Stage I Rectal Cancer
Age at Diagnosis: 35

One morning in early 2012, Tina Seymour Demoran poured her belongings into a moving truck and began the three-hour drive from Jackson, Mississippi, to her hometown of Biloxi, a small town on the Mississippi Gulf Coast. It was a drive she had made many times before, but this time it was different. This time, she was returning home – to her roots, to her family and friends, to begin life anew.

Only a few years earlier, by all appearances, Tina lived a good life. She had channeled her boundless energy and drive into earning five college degrees including a law degree. She had what she thought was her dream job and she and her husband enjoyed an active social life. Physically, Tina was in great shape. She prided herself on being able to check “none of the above” in response to the question “do you have any of the following symptoms?” on the patient intake forms whenever she saw her doctor.

But in July 2008, a few years prior to moving home, her life began to change. Tina received a diagnosis of cancer. Several weeks earlier, Tina had felt a sharp pain in her side after cleaning her home and went to the hospital after the pain became unbearable. The treating nurse practitioner thought it may be her appendix, and ordered Tina to the emergency room. There, Tina had an MRI and a colonoscopy that ultimately revealed that she had stage I rectal cancer. Just five days after learning of her diagnosis, Tina was wheeled into the operating room for abdominal surgery.

Tina’s cancer diagnosis was the first domino to fall. It left her with a deep scar that started high on her abdomen, snaked around her belly button and continued down to below her waistline. For Tina, as for so many other cancer survivors, the scars left behind by cancer were as much emotional as they were physical. Tina felt guilty that she had a “country club” cancer. Early detection kept her from undergoing radiation or chemotherapy treatment, so she felt embarrassed to mention her cancer diagnosis around others who had suffered so much more during their battle with cancer. She was ashamed of her scar and embarrassed by how it made her look. Not until the 2015 Colondar photo shoot, almost six years after her surgery, would she show her scar publicly.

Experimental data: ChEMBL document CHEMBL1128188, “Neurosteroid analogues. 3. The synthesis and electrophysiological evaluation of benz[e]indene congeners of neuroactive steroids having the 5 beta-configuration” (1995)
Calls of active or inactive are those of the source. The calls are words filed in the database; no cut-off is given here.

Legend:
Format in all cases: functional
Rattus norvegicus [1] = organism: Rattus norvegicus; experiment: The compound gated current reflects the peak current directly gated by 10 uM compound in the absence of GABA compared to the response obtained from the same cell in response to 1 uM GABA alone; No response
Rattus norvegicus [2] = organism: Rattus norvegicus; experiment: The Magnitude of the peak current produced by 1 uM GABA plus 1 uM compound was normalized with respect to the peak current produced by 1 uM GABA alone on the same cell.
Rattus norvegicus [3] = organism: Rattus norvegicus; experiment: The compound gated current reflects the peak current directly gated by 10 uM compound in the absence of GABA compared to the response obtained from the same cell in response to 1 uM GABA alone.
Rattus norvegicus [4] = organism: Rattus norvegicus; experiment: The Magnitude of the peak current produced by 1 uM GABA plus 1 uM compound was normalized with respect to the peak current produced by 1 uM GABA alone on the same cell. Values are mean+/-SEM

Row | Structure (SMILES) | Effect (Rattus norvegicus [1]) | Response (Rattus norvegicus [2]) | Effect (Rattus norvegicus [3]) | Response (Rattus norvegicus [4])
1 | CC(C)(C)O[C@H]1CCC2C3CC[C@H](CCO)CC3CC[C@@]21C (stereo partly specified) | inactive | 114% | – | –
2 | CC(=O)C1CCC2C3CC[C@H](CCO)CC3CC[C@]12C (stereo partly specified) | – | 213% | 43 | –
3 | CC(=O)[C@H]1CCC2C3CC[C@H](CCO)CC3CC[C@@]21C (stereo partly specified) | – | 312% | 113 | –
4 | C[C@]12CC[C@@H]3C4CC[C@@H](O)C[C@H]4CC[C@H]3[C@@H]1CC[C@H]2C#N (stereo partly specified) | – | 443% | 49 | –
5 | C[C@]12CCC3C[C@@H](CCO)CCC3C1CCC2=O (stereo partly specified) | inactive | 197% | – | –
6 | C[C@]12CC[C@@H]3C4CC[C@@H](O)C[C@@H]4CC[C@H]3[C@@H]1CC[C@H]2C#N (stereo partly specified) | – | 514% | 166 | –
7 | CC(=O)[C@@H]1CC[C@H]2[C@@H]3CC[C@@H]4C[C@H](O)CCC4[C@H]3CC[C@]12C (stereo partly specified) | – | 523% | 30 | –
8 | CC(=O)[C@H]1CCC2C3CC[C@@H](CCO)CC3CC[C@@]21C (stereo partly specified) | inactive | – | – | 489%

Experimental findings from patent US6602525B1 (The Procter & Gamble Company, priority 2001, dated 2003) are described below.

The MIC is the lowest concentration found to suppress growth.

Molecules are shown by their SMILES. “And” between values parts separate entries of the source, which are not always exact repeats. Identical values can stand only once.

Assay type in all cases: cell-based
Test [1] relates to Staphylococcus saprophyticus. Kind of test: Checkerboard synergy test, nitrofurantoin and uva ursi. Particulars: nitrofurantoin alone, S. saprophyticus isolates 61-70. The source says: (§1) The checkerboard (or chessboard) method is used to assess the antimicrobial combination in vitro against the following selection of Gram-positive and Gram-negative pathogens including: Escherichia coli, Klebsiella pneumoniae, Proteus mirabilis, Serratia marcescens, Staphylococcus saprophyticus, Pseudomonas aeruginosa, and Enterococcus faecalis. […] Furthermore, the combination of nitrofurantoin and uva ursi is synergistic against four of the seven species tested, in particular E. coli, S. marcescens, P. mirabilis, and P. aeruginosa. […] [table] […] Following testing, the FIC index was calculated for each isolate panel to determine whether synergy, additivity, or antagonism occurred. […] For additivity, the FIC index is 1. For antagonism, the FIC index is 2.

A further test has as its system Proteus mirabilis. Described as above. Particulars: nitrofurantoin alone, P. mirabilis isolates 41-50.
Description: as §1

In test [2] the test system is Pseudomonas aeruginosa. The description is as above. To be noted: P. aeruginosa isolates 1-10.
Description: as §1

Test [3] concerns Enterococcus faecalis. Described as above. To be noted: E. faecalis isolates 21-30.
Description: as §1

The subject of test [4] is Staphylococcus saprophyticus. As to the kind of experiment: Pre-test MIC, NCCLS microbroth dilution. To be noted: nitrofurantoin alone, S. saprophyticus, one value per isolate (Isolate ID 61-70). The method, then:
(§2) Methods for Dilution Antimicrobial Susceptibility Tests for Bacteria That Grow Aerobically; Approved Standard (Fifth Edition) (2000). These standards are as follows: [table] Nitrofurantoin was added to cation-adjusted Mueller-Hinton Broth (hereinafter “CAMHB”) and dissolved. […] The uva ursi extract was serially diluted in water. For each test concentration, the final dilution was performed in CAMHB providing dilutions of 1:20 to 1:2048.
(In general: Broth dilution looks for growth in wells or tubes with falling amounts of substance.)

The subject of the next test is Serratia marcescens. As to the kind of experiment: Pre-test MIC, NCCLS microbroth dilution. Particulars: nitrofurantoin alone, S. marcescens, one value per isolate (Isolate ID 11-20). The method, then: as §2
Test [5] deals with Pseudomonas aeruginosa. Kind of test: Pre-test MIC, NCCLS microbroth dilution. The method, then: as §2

Following Tina’s diagnosis, other dominoes began falling. Nine months after surgery, she suffered a knee injury, which required three surgeries to repair and limited her ability to exercise. Her dream job turned out to be highly stressful and she realized that she was in an unhappy marriage. Physically limited by her injury and unhappy at work and at home, Tina began to put on weight, eventually gaining more than 70 pounds after her diagnosis. Ultimately, Tina filed for divorce and left her job. One year later, Tina headed home.

One day, not long after returning to Biloxi, Tina broke down crying after looking back at the past few years of her life and realizing that she had gone from total control to completely giving up. It was not her first crying spell since her cancer surgery, but this time, she decided she’d had enough. Determined to take control of something in her life, she drove out to the Ocean Springs/Biloxi Bridge and walked its entire 1.7-mile span and back. “That’s a start,” she told herself. The next day she drove out to the bridge and walked the 3.4 miles again. Things snowballed from there. She started running. She bought a bike, then a kayak. Over the next six months, she lost 60 pounds.

With things in her life headed in the right direction, Tina began to socialize again. At one outing, she ran into an old high school friend, Philip. They talked deep into the night and soon became inseparable. It was not until two months after meeting Philip that Tina showed him her scar. She dreaded the “big reveal” and was tremendously relieved when he said, “That’s it?” They have been together since, and are now married.

While many, including Tina, initially regarded her cancer diagnosis as bad news … seven years later, she knows hearing the words ‘You have cancer’ made her re-evaluate what was truly important in her life. She has found her love in Philip, she is living in a beautiful home on the bayou that they restored together, and she is a successful attorney on the Coast. Most importantly, she is home. Not just the home where she grew up and where her friends and family are, but the home where she learned that she had the strength after cancer to change her story and start living again.